For all the talk of fully self-driving cars being years or decades away, or being impossible due to regulatory red tape, an actual robo-taxi is merely days away from launch. Nissan and Japanese telecom company DeNA will start a field test of driverless Easy Ride taxis in Japan on March 5, offering rides to passengers along a fixed 2.7-mile route between the Nissan headquarters and the Yokohama World Porters shopping center.
The very first Easy Ride prototypes will actually be autonomous Nissan Leafs rather than the NV200s shown in the video above, and Nissan plans to equip a wider range of vehicles with its autonomous technology.
This first trial route will represent one of the first baby steps toward a wider rollout of the Easy Ride robo-taxi. That expansion is planned for the early part of the next decade and will offer app-based door-to-door service, aiming for a range of features identical to that of a traditional taxi. This will include an interior-mounted interactive tablet screen that will respond to passenger voice commands and suggest destinations based on passenger requests.
“Using a dedicated mobile app, passengers can input what they want to do via text or voice and choose from a list of recommended destinations,” Nissan said. “An in-car tablet screen will show selections of nearly 500 recommended places of interest and events in the vicinity. Additionally, about 40 discount coupons for retailers and restaurants in the area are available for download on the participants’ own smartphones.”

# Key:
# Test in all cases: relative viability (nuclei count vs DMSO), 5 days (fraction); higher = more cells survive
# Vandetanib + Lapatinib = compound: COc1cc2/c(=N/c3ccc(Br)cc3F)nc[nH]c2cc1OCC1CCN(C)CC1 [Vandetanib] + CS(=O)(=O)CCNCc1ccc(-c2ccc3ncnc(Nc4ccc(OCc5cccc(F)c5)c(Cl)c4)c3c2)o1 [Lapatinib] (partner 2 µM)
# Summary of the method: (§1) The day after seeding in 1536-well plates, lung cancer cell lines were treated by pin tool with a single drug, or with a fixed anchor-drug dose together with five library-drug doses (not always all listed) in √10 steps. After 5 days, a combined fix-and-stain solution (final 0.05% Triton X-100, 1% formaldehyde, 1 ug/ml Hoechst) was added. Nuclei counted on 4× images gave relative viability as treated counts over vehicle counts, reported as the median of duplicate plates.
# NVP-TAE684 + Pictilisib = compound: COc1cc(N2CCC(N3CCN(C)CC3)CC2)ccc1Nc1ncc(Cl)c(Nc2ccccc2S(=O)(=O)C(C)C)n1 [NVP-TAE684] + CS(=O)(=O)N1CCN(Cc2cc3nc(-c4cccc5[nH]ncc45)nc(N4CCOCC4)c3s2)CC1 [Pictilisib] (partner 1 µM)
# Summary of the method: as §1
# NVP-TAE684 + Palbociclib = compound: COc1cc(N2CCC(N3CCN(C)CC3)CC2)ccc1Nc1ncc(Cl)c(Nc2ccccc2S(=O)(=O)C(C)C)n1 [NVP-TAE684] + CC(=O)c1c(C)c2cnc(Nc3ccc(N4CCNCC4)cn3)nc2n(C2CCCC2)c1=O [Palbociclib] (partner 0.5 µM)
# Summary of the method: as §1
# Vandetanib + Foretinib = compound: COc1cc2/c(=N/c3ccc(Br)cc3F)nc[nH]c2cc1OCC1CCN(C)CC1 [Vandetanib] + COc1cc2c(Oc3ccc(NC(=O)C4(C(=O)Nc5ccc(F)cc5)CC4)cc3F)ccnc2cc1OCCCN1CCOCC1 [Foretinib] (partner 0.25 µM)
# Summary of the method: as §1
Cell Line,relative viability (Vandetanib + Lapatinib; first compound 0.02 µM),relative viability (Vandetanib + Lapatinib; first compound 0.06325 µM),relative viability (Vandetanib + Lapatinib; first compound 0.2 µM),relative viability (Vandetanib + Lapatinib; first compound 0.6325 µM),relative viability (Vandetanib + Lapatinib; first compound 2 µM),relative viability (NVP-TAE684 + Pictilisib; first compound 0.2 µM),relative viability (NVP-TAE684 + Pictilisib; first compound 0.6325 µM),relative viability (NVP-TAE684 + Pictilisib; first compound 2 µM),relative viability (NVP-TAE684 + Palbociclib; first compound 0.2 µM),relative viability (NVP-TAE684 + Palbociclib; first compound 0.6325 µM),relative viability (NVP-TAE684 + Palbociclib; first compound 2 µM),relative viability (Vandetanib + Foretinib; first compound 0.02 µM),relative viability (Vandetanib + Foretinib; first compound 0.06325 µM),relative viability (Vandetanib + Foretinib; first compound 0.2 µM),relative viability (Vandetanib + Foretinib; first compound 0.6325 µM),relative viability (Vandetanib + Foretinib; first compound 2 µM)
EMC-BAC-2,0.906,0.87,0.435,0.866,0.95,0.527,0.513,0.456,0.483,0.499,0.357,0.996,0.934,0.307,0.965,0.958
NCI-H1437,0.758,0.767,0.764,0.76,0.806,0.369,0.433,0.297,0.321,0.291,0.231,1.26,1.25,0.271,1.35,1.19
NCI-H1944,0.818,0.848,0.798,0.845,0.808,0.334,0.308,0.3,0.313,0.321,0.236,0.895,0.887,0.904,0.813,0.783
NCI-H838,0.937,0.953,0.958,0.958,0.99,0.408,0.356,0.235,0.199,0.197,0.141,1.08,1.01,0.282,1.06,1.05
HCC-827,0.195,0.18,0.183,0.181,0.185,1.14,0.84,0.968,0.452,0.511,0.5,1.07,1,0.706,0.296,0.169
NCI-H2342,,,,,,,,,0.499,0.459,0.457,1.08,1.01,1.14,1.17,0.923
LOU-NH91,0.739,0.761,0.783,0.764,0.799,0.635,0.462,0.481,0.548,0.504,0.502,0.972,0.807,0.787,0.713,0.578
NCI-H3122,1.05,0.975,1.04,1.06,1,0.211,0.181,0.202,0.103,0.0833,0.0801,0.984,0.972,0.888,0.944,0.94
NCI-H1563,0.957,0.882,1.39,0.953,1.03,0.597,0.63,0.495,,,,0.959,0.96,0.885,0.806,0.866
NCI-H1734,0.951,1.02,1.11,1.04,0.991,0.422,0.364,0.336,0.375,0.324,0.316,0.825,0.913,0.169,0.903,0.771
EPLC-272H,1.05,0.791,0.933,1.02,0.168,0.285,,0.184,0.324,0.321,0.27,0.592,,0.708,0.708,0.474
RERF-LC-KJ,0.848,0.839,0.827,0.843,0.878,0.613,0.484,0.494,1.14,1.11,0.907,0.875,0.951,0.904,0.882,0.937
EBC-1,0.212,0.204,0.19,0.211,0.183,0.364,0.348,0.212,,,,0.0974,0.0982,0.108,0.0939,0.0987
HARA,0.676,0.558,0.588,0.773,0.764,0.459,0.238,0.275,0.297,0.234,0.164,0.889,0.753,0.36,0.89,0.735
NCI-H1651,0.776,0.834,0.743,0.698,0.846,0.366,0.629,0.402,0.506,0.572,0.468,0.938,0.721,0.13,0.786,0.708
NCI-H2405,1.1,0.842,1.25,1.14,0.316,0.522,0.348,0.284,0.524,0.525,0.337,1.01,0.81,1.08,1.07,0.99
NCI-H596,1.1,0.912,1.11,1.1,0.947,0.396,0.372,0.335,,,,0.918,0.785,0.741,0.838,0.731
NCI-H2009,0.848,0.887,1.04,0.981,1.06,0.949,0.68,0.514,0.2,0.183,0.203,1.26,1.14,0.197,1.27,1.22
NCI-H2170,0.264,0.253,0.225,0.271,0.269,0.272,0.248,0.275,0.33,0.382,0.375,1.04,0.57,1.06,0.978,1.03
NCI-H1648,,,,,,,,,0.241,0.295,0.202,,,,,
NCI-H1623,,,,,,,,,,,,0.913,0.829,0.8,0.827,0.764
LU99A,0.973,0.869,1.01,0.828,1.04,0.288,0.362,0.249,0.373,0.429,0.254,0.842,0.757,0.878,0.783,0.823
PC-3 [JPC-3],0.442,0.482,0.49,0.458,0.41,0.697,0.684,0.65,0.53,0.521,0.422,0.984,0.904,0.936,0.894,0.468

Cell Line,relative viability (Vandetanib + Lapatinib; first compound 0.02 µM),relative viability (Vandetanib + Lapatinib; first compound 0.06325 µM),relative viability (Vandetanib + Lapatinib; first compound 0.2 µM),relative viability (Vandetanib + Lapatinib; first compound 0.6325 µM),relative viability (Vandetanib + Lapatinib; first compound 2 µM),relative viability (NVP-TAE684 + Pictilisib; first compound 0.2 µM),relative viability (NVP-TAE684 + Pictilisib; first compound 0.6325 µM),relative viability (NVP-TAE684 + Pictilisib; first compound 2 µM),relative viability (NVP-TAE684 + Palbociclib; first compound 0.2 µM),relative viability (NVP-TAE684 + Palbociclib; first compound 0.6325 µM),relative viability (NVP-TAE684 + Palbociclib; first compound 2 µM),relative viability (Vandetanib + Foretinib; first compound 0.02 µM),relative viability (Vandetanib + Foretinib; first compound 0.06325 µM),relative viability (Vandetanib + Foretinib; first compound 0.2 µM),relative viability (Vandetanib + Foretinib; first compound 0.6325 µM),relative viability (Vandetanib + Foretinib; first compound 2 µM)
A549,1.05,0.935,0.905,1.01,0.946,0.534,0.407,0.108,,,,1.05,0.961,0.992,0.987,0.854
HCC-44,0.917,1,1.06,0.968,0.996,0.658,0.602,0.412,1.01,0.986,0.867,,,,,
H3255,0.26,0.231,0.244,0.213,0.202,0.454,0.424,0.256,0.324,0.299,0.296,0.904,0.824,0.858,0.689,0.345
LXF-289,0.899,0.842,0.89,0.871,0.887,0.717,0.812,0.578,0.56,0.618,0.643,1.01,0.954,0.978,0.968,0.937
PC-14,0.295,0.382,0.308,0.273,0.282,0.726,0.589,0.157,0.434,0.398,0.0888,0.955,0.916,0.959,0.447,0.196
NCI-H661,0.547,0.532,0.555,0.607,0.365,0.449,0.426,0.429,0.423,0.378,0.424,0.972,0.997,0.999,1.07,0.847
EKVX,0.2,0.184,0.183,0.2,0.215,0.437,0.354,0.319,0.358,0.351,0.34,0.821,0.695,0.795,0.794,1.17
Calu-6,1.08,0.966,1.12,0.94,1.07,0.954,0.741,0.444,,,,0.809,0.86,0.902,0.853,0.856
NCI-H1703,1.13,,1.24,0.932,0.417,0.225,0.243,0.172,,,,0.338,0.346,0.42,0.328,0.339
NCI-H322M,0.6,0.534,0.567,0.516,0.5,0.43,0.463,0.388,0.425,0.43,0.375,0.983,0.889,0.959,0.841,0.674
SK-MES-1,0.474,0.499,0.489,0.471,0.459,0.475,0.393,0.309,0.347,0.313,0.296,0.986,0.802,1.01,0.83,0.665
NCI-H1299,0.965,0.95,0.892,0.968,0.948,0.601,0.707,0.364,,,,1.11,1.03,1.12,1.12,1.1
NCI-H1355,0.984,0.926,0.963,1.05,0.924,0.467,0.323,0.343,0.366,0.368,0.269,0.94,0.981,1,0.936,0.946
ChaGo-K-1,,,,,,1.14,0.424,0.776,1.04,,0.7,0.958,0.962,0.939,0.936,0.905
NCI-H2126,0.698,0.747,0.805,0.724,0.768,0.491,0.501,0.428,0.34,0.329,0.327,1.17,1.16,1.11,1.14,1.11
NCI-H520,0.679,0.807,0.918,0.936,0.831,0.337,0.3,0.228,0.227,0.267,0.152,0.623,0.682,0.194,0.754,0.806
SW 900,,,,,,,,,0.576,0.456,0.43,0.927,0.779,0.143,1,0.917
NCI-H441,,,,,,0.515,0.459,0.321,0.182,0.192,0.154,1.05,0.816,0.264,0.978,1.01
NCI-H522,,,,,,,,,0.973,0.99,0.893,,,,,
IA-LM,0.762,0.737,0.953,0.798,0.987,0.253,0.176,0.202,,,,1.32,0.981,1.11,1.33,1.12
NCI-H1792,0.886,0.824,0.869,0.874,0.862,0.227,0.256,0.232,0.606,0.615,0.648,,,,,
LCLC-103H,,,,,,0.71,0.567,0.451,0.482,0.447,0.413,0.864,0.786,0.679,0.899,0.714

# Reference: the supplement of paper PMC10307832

The NV200-based Easy Ride taxis are close to how Nissan envisions robo-taxis evolving when it comes to serving large cities, offering an interior designed for several passengers and their luggage, as well as plenty of headroom. The sliding side doors, coupled with the walk-in style interior of the NV200, make it a better fit than the smaller Leaf given its ability to serve hotels and airports, along with an interior that takes inspiration from the legendary London cabs rather than four-door sedans more common in North America.
“The field test will enable Nissan and DeNA to learn from the experience of operating the Easy Ride service trial with public participation, as both companies look toward future commercial endeavors,” the automaker said. “Nissan and DeNA will also work to develop service designs for driverless environments, expanded service routes, vehicle distribution logic, pick-up/drop-off processes and multilingual support. The companies aim to launch Easy Ride in a limited environment at first, and then introduce a full service in the early 2020s.”